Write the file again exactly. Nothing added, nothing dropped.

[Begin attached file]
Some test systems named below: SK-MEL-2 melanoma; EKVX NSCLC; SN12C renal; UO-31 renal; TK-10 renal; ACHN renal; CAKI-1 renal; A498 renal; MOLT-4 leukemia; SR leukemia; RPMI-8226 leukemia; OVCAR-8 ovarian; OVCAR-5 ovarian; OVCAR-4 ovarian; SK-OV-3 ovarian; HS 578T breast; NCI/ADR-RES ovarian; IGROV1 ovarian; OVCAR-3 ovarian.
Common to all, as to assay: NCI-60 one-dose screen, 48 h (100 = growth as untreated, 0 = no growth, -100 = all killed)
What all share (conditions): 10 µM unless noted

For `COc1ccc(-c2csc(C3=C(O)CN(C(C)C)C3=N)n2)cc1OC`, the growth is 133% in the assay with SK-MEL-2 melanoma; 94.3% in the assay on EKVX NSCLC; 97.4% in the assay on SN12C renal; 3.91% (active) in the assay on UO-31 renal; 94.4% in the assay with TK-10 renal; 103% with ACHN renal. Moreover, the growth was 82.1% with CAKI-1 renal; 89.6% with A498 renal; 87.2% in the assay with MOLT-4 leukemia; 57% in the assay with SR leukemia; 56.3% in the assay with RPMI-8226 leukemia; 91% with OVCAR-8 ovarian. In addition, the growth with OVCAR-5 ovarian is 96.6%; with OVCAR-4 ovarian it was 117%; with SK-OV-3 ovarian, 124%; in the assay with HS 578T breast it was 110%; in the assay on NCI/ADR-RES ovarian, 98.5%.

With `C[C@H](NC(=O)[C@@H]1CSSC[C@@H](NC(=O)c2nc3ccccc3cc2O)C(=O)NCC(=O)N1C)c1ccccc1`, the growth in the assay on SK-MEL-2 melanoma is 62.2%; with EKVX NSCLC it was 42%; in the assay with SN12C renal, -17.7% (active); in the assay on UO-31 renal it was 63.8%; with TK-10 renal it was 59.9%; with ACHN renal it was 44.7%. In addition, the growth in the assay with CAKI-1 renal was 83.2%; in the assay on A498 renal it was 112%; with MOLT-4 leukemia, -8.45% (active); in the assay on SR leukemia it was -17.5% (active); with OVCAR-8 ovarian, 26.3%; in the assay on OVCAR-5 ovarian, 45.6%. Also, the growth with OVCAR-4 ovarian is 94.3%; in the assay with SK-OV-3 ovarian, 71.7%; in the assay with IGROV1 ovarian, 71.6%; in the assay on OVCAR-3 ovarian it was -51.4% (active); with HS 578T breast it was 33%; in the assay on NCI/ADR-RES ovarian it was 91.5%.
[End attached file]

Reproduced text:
Some test systems named below: SK-MEL-2 melanoma; EKVX NSCLC; SN12C renal; UO-31 renal; TK-10 renal; ACHN renal; CAKI-1 renal; A498 renal; MOLT-4 leukemia; SR leukemia; RPMI-8226 leukemia; OVCAR-8 ovarian; OVCAR-5 ovarian; OVCAR-4 ovarian; SK-OV-3 ovarian; HS 578T breast; NCI/ADR-RES ovarian; IGROV1 ovarian; OVCAR-3 ovarian.
Common to all, as to assay: NCI-60 one-dose screen, 48 h (100 = growth as untreated, 0 = no growth, -100 = all killed)
What all share (conditions): 10 µM unless noted

For `COc1ccc(-c2csc(C3=C(O)CN(C(C)C)C3=N)n2)cc1OC`, the growth is 133% in the assay with SK-MEL-2 melanoma; 94.3% in the assay on EKVX NSCLC; 97.4% in the assay on SN12C renal; 3.91% (active) in the assay on UO-31 renal; 94.4% in the assay with TK-10 renal; 103% with ACHN renal. Moreover, the growth was 82.1% with CAKI-1 renal; 89.6% with A498 renal; 87.2% in the assay with MOLT-4 leukemia; 57% in the assay with SR leukemia; 56.3% in the assay with RPMI-8226 leukemia; 91% with OVCAR-8 ovarian. In addition, the growth with OVCAR-5 ovarian is 96.6%; with OVCAR-4 ovarian it was 117%; with SK-OV-3 ovarian, 124%; in the assay with HS 578T breast it was 110%; in the assay on NCI/ADR-RES ovarian, 98.5%.

With `C[C@H](NC(=O)[C@@H]1CSSC[C@@H](NC(=O)c2nc3ccccc3cc2O)C(=O)NCC(=O)N1C)c1ccccc1`, the growth in the assay on SK-MEL-2 melanoma is 62.2%; with EKVX NSCLC it was 42%; in the assay with SN12C renal, -17.7% (active); in the assay on UO-31 renal it was 63.8%; with TK-10 renal it was 59.9%; with ACHN renal it was 44.7%. In addition, the growth in the assay with CAKI-1 renal was 83.2%; in the assay on A498 renal it was 112%; with MOLT-4 leukemia, -8.45% (active); in the assay on SR leukemia it was -17.5% (active); with OVCAR-8 ovarian, 26.3%; in the assay on OVCAR-5 ovarian, 45.6%. Also, the growth with OVCAR-4 ovarian is 94.3%; in the assay with SK-OV-3 ovarian, 71.7%; in the assay with IGROV1 ovarian, 71.6%; in the assay on OVCAR-3 ovarian it was -51.4% (active); with HS 578T breast it was 33%; in the assay on NCI/ADR-RES ovarian it was 91.5%.